It’s cool to learn more about the sun

It’s sure hot! I haven’t seen any evidence that the sun is cooling down, although I am told that it is only a matter of time before it burns out.

How long that will take depends on how fast it burns. How long it burns depends on what it burns, and how it does so.

I got to wondering about that kind of thing. In spite of the fact that all plants depend on the sun, and all animals depend on plants, the sun hasn’t really been a part of my biological education.

But I did some checking around. Here’s what I found.

The sun burns hydrogen, a gas, at its core, and turns the hydrogen into helium, another gas. This process is called nuclear fusion and produces heat and light. Someone has calculated that the sun burns about 700 billion tons of hydrogen a second. Even though that number is less than our national debt, I still found it pretty alarming until I wrote out the number for the mass of the sun, which is 1,989 with 30 zeros behind it.

That is one million nine thousand, eight hundred and nine billion, billion, billion kilograms. Heck, if that number were our GNP in dollars, we could borrow even more money for a couple of more years.

In comparison, several hundred billion tons of hydrogen isn’t all that much.

So while it’s nice to know that our sun won’t be going out soon, it also means that things probably aren’t going to cool off a lot in the near future.

In fact, before the sun burns out, it is supposed to get even hotter. I guess when the hydrogen is finally all burned up, the sun will begin to burn the helium.

Then the increased heat will make the sun get even hotter and the sun will then expand in size to encompass the Earth, and maybe even Mars.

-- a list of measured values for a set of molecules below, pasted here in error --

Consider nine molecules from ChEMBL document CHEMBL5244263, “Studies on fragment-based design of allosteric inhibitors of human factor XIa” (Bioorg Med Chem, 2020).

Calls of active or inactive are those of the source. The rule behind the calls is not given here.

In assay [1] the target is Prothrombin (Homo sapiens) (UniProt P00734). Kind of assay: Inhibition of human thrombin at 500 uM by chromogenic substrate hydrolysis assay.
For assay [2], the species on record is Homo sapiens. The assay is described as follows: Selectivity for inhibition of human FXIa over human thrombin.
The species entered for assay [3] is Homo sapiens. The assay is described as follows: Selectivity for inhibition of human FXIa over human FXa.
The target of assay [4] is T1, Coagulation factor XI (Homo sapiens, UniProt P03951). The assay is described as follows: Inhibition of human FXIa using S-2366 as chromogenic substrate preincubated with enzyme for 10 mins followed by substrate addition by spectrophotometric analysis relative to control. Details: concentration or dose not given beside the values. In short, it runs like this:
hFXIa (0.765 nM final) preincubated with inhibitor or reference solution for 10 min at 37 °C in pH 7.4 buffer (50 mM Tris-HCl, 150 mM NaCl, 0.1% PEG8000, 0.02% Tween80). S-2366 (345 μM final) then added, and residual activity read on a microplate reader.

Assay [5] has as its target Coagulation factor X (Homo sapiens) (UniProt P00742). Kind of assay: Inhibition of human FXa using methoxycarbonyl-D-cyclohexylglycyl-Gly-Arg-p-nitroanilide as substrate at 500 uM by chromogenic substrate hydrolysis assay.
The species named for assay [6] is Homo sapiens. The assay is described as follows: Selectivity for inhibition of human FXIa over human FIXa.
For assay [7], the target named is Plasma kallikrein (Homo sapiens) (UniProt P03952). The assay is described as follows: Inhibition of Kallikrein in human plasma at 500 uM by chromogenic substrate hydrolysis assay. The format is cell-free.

Some scientists estimate that we only have about 5 billion years left.

They also estimate that in just a billion years before, the sun will get so hot it burns off all the water on Earth, putting an end to Lake Powell and the Moyer Pool. By then it won’t be the heat as much as the humidity.

Apparently, the sun has been burning for quite a while already.

I am sure it has been burning since 1945 based upon my personal recollections. But others, who must be terribly old, tell me that the sun already has been burning for several billion years.

Presently, the sun is called a Main Sequence Star and it will last for another 5 billion years as it is.

But then it will turn into a Red Giant for a few billion years, and finally will become a White Dwarf for about 10 billion years.

I wouldn’t plan my vacation based on the predictions. Prophecy is notoriously difficult.

The truth is a lot of facts about the sun are kind of squishy.

For example, unlike rocky planets, the sun doesn’t have a definite boundary. That makes it a little difficult to measure the actual diameter.

Usually scientists measure the distance from the core to the edge of the photosphere to calculate the diameter.

The photosphere is just the area where the gases are too cool to radiate a lot of light. The sun appears to be losing brightness at the rate of about 0.02 percent per year. How does it do that if it is getting hotter?

I think it’s especially interesting that the energy we feel from the sun actually left the sun about eight minutes and 19 seconds ago.

That knowledge is a little discouraging when I am working in the garden because I know, as hot as it is at that moment, it’s going to be hotter in just a little more than eight minutes.

It’s sure hot!

Gary McCallister is professor of biology at Mesa State College.


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